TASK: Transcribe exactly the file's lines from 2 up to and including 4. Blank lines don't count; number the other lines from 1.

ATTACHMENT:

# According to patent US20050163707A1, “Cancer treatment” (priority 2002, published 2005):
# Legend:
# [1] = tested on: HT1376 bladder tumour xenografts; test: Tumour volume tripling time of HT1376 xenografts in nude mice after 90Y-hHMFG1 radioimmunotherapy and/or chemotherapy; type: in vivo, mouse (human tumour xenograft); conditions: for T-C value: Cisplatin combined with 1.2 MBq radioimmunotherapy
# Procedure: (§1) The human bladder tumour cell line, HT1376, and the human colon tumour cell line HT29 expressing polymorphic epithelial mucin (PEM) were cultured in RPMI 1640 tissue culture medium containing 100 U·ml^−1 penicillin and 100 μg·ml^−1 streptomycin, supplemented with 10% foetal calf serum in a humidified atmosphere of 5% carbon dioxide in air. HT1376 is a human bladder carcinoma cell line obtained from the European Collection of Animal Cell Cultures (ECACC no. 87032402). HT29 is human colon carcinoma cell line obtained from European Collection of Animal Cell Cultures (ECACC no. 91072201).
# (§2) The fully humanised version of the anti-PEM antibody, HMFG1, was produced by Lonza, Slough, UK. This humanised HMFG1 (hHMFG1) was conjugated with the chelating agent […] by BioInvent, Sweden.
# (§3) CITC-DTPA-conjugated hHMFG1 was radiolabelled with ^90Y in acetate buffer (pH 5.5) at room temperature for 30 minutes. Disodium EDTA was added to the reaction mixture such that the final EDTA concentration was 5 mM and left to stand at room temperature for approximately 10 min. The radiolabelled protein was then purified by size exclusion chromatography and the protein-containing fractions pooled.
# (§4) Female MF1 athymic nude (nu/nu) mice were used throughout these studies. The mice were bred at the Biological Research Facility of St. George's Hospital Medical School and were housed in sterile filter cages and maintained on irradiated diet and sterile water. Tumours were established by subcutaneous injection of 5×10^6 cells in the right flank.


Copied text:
# Legend:
# [1] = tested on: HT1376 bladder tumour xenografts; test: Tumour volume tripling time of HT1376 xenografts in nude mice after 90Y-hHMFG1 radioimmunotherapy and/or chemotherapy; type: in vivo, mouse (human tumour xenograft); conditions: for T-C value: Cisplatin combined with 1.2 MBq radioimmunotherapy
# Procedure: (§1) The human bladder tumour cell line, HT1376, and the human colon tumour cell line HT29 expressing polymorphic epithelial mucin (PEM) were cultured in RPMI 1640 tissue culture medium containing 100 U·ml^−1 penicillin and 100 μg·ml^−1 streptomycin, supplemented with 10% foetal calf serum in a humidified atmosphere of 5% carbon dioxide in air. HT1376 is a human bladder carcinoma cell line obtained from the European Collection of Animal Cell Cultures (ECACC no. 87032402). HT29 is human colon carcinoma cell line obtained from European Collection of Animal Cell Cultures (ECACC no. 91072201).